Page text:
Achieving Perfection

March 4, 2010
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When I was eight, a girl from school asked me if I wanted to join her bowling team. They needed another member for the summer league. I said yes and fell in love with the sport immediately.
Fast forward seven years to my freshmen year in high school. I made our school’s team, which is pretty selective since we have a good program. It was our first practice in January on our last day of Christmas break.
My practice shots were average. I was expecting to bowl what I normally do. Then the game started. I bowled a turkey and didn’t get too excited. Then four and five strikes. I thought, wow, I never really bowl this good. I can get my high score if I keep doing well.
It was about the sixth strike that the sophomores next to my lane started to notice. One asked, “Who is A?” since that was all they could see on the screen. This made me smile since the upperclassmen didn’t seem to respect me and certainly didn’t want to be on the same lanes as me.
Right then, my dad showed up early to pick me up from practice. I turned around and told in a strong tone, “Don’t say anything.” He gave me a look that said he wasn’t planning on it. He saw part of the series of strikes and knew not to disturb my streak. He didn’t know exactly how many strikes I had.
Right after that, in the seventh or eighth frame, I realized that I might actually do it. I had a chance of bowling a 300 game. That made me nervous and I started to feel the pressure. It wasn’t the kind of pressure that if I didn’t do it my team would lose, but the pressure of potential failure I would feel if I messed up that late in the game. Right then and there I wanted to think about anything but bowling.
I got a lucky strike in the ninth frame and the pressure increased. It didn’t help that one of the coaches was at my lane and had stayed there the whole practice. He pointed out that was a lucky strike because earlier I had said that I was just having a lucky day and he told me that it wasn’t luck, it was skill.
I made an adjustment in the tenth, one board to the right, so I wouldn’t have to be lucky. And I shot. I knew once I released it that it was going to be a strike, the same with the next shot. At this point, I wanted to be calm and act like it wasn’t a big deal, but my body would not listen. I was shaking very badly going into the twelfth and final shot. I let out my breath and bowled. I was afraid that I would drop it and mess up the game because my hands were sweaty. I released the ball.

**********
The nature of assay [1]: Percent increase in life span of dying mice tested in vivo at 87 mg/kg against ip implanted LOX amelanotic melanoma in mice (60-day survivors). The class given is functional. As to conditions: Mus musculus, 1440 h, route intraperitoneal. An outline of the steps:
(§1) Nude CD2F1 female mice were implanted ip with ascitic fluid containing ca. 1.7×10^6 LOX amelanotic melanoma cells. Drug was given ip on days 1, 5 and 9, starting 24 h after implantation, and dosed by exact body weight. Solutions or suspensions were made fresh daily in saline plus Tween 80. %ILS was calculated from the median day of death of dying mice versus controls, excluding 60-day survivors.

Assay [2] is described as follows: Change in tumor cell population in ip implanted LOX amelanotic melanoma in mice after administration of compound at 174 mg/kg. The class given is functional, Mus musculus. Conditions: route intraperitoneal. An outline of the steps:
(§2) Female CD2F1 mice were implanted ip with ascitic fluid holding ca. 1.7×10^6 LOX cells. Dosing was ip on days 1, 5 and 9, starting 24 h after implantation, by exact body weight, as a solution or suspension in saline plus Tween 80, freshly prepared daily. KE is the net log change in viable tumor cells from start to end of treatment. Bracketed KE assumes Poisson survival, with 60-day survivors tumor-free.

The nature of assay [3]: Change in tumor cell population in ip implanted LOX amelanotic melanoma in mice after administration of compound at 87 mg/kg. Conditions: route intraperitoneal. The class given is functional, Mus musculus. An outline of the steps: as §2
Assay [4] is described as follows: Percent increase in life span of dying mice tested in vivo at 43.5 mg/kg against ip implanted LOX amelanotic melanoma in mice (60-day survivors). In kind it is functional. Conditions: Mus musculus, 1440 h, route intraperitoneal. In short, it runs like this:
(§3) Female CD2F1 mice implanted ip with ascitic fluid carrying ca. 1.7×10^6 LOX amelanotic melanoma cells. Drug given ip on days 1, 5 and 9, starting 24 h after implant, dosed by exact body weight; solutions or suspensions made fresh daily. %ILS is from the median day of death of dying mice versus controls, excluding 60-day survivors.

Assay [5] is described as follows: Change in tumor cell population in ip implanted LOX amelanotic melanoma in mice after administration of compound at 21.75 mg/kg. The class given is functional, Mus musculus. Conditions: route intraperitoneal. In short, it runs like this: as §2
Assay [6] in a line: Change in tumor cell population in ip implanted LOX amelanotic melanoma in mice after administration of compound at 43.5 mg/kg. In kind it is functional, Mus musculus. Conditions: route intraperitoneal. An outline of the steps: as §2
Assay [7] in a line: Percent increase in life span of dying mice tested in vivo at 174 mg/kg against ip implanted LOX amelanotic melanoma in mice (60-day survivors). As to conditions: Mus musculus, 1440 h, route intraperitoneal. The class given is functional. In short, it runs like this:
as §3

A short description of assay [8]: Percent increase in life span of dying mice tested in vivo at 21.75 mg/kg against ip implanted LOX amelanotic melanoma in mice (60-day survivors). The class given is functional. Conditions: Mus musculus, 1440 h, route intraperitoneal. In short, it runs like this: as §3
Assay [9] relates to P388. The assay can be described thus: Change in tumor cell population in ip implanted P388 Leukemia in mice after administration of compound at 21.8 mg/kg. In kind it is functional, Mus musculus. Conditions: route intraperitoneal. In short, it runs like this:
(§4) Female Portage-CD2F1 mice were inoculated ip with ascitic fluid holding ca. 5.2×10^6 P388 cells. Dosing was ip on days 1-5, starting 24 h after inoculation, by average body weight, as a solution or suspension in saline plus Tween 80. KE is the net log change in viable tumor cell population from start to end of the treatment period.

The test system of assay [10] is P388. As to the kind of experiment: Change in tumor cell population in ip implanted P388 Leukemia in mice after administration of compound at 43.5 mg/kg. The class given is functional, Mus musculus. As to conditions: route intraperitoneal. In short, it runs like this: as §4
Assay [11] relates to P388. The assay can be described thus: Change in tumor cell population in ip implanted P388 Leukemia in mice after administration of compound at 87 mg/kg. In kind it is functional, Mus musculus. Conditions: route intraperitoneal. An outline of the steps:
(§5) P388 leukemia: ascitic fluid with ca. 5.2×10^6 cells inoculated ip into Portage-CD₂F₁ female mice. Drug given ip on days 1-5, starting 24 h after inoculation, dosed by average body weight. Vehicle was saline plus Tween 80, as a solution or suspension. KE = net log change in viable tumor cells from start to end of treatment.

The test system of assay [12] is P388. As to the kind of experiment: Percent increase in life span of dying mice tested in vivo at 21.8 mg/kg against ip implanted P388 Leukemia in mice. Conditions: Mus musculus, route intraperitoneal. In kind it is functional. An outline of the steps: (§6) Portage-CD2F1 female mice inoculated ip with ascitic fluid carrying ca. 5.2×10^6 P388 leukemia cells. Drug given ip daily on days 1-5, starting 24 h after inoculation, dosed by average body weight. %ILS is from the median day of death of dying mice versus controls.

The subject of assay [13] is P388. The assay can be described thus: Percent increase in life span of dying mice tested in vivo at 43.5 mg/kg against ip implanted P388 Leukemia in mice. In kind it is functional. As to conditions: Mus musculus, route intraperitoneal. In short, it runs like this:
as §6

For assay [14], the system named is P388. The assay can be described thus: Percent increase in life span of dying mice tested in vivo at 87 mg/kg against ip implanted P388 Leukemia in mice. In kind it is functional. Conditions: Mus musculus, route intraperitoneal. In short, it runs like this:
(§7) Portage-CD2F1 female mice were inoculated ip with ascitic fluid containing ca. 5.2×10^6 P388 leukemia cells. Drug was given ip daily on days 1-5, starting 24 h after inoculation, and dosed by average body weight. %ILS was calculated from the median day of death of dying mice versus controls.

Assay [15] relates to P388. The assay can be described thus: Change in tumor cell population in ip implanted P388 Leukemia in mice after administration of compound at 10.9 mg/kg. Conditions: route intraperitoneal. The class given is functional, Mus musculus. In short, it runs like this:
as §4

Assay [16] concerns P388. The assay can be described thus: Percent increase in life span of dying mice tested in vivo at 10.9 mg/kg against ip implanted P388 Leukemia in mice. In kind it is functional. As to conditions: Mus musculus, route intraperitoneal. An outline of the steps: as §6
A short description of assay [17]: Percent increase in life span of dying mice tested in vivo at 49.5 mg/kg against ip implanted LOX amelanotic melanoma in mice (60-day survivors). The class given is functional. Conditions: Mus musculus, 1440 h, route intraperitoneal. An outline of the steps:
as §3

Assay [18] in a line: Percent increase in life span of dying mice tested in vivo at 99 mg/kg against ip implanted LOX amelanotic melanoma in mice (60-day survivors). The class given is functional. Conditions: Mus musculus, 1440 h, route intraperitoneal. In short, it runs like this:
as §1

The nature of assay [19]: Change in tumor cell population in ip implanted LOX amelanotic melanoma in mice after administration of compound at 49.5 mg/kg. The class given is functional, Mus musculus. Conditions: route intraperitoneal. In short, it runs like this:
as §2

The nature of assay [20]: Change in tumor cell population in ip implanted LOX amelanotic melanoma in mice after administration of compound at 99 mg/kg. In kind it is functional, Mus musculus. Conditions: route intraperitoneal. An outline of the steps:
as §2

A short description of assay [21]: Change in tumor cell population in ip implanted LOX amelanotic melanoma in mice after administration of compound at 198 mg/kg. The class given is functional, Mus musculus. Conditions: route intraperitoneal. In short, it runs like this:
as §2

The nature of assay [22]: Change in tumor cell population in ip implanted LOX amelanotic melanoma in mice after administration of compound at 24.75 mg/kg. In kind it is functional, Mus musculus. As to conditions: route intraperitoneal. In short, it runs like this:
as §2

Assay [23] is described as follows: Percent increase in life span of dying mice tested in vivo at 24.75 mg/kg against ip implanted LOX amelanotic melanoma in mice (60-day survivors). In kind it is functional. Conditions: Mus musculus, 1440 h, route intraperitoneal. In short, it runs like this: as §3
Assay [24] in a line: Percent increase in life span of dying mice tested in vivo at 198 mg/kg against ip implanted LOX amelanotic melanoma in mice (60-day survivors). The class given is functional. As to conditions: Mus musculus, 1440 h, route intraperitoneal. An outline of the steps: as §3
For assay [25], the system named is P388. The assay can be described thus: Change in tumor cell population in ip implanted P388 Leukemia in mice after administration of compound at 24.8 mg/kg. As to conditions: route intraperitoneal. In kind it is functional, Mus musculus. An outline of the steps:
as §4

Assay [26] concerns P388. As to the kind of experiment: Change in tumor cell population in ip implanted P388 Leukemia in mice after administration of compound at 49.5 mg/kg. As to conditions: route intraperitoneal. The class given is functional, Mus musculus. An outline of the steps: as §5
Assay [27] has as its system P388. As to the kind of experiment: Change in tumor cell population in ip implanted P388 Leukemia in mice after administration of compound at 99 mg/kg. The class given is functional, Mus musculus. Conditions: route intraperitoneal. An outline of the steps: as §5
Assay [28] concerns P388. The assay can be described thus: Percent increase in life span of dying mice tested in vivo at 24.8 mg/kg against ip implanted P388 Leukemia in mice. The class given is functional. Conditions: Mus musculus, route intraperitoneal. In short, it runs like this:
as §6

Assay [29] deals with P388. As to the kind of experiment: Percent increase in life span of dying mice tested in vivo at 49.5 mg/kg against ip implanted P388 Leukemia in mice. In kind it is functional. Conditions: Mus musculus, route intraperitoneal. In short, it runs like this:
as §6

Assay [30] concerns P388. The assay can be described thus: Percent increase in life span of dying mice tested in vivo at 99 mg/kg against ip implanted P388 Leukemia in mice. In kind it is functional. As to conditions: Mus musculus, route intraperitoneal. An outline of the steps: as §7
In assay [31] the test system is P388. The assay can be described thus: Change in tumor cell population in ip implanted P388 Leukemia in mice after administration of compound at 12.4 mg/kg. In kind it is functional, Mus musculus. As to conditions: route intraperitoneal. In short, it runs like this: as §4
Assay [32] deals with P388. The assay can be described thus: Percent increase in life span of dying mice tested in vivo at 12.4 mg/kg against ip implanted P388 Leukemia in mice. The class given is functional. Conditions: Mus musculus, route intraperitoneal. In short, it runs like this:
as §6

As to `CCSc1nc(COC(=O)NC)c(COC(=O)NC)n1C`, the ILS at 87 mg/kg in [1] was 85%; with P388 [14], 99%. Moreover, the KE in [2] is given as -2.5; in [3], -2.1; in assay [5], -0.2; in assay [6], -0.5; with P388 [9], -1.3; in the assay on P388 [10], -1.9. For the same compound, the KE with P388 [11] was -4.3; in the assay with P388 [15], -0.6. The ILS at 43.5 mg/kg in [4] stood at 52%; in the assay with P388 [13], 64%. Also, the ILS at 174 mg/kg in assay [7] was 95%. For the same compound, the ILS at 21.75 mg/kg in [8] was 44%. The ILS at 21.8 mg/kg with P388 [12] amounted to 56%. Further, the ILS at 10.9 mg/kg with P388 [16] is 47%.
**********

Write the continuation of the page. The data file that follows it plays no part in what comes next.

It was nerve-wrecking watching that final shot go down the lane. And it was clearly a strike, the pins just fell down. I had bowled a 300. I turned around and was completely in shock. True, I had known that it was possible the entire game, but I didn’t think it could actually happen. My highest scores were in the low 200’s before and I just jumped to a perfect game. I couldn’t believe I had done it. The team coach gave me two high fives for that one, a team thing reserved for really good games. I ran back and hugged my dad as my score was announced to the whole bowling alley.
There are professional bowlers who have not bowled a 300. I had really done something, accomplishing it at fifteen. If someone had told me earlier that day that I would bowl a 300, I would have laughed. It didn’t seem possible. I learned that day to never doubt what seems impossible and never doubt yourself.





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Kenneth18 said...
Apr. 2, 2010 at 10:13 pm

Two comments:

(1) VERY well written, I could almost literally see everything!

(2) Way to go, I'm sure I would just as shocked as you.

 
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